An incision 30 is made on top of the knee to gain access to the knee-joint 24. The incision is made directly over the patella 32 or on occasion to the left or right of the patella 32 depending on the surgeon's preference, and/or the type of surgical procedure to be performed. Once the incision 30 is made, a plurality of retractors 34, 35, 36 and 37 are positioned in selected positions to manually retract flesh layers to expose the knee-joint 24. By flesh is meant skin, both epidermal and dermal layers, and any underlying subcutaneous tissue, organs and bone. The terms skin and flesh are used herein interchangeably and are intended to have the same meaning. Once in the selected positions, the retractors 34, 35, 36 and 37 are supported by and retained to the adjustable support arms 18 and 20 that are components of the retractor support apparatus 12 that is mounted to the rail 11 of the surgical table 13.
  • [0024]
    One skilled in the art will recognize that any knee-joint replacement surgical procedure, including a total knee-joint replacement and/or a partial knee-joint replacement, can be performed using the retractors 34, 35, 36 and 37 that are supported and retained by the table mounted retractor support apparatus 12. By total knee-joint replacement is meant a surgical procedure where all of the contacting surfaces of lower end of the femur and the upper end of the tibia and optionally, the patella are replaced. By partial knee-joint replacement is meant a surgical procedure where the worn or damaged contacting surfaces of the lower end of the femur and the upper end of the tibia are replaced while the healthy portion of the knee-joint remains intact. The retractors 34, 35, 36 and 37 are also useful in retracting flesh in other surgical procedures.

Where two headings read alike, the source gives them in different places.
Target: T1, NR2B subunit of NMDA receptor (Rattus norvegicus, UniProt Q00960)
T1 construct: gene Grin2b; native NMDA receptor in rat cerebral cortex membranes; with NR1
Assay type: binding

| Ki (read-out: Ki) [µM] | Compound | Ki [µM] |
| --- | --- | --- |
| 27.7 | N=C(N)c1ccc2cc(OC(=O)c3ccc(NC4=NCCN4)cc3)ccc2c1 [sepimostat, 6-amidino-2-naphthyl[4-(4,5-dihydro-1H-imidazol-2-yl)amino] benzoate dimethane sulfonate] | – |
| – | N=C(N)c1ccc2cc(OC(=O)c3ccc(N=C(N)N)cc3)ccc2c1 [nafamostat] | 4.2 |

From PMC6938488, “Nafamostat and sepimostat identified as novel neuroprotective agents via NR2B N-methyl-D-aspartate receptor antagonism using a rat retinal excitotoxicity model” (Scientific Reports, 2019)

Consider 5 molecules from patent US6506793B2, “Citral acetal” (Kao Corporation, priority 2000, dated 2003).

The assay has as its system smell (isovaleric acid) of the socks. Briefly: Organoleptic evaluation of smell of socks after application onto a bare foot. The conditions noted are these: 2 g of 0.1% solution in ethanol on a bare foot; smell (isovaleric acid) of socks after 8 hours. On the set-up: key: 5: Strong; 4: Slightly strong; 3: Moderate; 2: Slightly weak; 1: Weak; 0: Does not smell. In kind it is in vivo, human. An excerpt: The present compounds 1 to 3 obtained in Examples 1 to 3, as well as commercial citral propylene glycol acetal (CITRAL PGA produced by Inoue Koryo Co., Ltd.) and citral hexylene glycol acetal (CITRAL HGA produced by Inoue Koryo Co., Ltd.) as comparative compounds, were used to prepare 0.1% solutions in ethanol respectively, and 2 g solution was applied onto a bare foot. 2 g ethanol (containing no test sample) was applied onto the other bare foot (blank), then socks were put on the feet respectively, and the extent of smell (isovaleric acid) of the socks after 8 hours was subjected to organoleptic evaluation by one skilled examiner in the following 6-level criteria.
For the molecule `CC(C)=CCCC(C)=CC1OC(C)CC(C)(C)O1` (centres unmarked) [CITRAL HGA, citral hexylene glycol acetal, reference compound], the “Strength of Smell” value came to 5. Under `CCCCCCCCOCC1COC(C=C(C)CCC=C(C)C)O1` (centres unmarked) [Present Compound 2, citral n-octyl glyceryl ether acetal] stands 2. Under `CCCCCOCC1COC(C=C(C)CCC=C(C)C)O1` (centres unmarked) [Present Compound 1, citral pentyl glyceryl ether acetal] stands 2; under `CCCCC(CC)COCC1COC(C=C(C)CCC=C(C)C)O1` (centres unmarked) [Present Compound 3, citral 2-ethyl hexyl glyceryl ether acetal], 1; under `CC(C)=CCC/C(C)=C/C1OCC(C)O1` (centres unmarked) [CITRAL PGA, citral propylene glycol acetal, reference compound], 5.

• [0025]
    Since surgical retractors 34, 35, 36 and 37 are of the same construction only retractor 34 will be described in detail. Referring to FIGS. 2-4, the retractor 34 includes a retractor blade 40 having a flesh engaging end 42 that is positioned into the incision 30 at the surgical site. The end 42 has a pair of tines 43 that have a knurled or roughened surface 45. A peg 46 proximate a flexible member engaging end 44 of the retractor blade 40 engages one of a plurality of apertures 50 in a flexible strap 48. Manual force is applied to the flexible strap 48 and to the retractor blade 40 to position the peg 46 within one of the plurality of apertures 50 thereby rotatably connecting the flexible strap 48 to the retractor blade 40.
  • [0026]